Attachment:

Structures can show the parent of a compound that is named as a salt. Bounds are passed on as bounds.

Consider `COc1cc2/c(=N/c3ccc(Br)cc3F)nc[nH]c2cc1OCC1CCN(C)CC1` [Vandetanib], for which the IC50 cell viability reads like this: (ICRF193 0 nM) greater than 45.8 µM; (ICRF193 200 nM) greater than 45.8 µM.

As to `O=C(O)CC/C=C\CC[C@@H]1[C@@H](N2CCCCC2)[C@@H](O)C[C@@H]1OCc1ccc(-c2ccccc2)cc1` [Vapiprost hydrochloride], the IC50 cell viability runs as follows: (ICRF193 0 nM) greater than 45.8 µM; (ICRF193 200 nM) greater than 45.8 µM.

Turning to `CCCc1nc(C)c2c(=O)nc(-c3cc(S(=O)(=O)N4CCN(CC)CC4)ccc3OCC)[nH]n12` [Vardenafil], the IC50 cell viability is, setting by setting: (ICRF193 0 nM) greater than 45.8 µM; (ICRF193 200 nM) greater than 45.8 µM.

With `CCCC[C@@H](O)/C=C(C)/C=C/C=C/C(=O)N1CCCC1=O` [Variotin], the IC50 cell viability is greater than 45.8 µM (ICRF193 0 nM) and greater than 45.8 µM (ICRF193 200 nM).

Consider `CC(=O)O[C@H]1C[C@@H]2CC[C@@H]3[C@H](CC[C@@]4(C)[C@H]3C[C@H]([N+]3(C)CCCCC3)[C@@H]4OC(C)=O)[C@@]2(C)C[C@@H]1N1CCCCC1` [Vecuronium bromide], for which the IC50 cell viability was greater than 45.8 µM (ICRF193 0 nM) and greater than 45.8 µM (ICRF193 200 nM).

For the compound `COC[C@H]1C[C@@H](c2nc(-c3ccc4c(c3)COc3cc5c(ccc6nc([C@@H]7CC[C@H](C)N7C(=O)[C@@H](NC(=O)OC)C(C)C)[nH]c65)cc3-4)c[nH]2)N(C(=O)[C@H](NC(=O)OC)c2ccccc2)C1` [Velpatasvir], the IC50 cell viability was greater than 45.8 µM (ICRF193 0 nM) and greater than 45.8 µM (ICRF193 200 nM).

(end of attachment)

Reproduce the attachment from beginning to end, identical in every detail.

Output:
Structures can show the parent of a compound that is named as a salt. Bounds are passed on as bounds.

Consider `COc1cc2/c(=N/c3ccc(Br)cc3F)nc[nH]c2cc1OCC1CCN(C)CC1` [Vandetanib], for which the IC50 cell viability reads like this: (ICRF193 0 nM) greater than 45.8 µM; (ICRF193 200 nM) greater than 45.8 µM.

As to `O=C(O)CC/C=C\CC[C@@H]1[C@@H](N2CCCCC2)[C@@H](O)C[C@@H]1OCc1ccc(-c2ccccc2)cc1` [Vapiprost hydrochloride], the IC50 cell viability runs as follows: (ICRF193 0 nM) greater than 45.8 µM; (ICRF193 200 nM) greater than 45.8 µM.

Turning to `CCCc1nc(C)c2c(=O)nc(-c3cc(S(=O)(=O)N4CCN(CC)CC4)ccc3OCC)[nH]n12` [Vardenafil], the IC50 cell viability is, setting by setting: (ICRF193 0 nM) greater than 45.8 µM; (ICRF193 200 nM) greater than 45.8 µM.

With `CCCC[C@@H](O)/C=C(C)/C=C/C=C/C(=O)N1CCCC1=O` [Variotin], the IC50 cell viability is greater than 45.8 µM (ICRF193 0 nM) and greater than 45.8 µM (ICRF193 200 nM).

Consider `CC(=O)O[C@H]1C[C@@H]2CC[C@@H]3[C@H](CC[C@@]4(C)[C@H]3C[C@H]([N+]3(C)CCCCC3)[C@@H]4OC(C)=O)[C@@]2(C)C[C@@H]1N1CCCCC1` [Vecuronium bromide], for which the IC50 cell viability was greater than 45.8 µM (ICRF193 0 nM) and greater than 45.8 µM (ICRF193 200 nM).

For the compound `COC[C@H]1C[C@@H](c2nc(-c3ccc4c(c3)COc3cc5c(ccc6nc([C@@H]7CC[C@H](C)N7C(=O)[C@@H](NC(=O)OC)C(C)C)[nH]c65)cc3-4)c[nH]2)N(C(=O)[C@H](NC(=O)OC)c2ccccc2)C1` [Velpatasvir], the IC50 cell viability was greater than 45.8 µM (ICRF193 0 nM) and greater than 45.8 µM (ICRF193 200 nM).